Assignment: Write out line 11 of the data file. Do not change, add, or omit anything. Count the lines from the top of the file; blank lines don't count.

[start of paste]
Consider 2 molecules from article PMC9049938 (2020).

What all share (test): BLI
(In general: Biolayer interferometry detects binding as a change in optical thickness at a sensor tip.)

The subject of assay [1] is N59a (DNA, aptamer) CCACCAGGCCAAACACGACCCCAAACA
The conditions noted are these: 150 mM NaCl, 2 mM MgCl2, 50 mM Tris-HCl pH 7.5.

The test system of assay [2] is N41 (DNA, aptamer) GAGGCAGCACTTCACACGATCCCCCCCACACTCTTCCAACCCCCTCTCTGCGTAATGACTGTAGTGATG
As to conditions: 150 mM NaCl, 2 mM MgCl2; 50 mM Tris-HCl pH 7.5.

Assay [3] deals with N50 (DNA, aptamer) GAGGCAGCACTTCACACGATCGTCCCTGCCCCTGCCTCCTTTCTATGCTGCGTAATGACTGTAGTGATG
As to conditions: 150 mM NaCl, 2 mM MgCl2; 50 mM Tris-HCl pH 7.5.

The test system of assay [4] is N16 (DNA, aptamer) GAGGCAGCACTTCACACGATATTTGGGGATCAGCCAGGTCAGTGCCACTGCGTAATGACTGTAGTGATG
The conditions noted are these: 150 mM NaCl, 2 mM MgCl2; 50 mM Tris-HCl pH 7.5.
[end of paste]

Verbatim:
The conditions noted are these: 150 mM NaCl, 2 mM MgCl2; 50 mM Tris-HCl pH 7.5.